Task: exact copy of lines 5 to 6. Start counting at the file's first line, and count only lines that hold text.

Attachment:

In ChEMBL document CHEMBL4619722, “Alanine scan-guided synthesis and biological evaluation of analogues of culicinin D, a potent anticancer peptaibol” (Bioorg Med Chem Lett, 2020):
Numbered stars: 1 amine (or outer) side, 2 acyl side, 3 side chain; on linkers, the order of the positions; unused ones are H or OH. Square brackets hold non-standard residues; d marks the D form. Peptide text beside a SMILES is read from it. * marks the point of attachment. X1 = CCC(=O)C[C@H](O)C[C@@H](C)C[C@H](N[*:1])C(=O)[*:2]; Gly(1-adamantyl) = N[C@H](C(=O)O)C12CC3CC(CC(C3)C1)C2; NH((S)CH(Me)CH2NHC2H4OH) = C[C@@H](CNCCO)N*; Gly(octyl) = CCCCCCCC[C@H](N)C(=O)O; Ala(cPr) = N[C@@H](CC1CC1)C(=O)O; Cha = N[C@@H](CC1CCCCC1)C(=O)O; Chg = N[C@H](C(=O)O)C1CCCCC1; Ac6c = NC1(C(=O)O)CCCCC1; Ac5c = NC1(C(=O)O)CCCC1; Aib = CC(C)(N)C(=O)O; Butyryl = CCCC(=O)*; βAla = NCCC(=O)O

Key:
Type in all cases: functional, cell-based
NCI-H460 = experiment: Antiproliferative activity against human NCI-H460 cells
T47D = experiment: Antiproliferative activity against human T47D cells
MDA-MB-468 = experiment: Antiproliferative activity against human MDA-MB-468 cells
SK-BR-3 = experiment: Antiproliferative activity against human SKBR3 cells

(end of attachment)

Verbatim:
NCI-H460 = experiment: Antiproliferative activity against human NCI-H460 cells
T47D = experiment: Antiproliferative activity against human T47D cells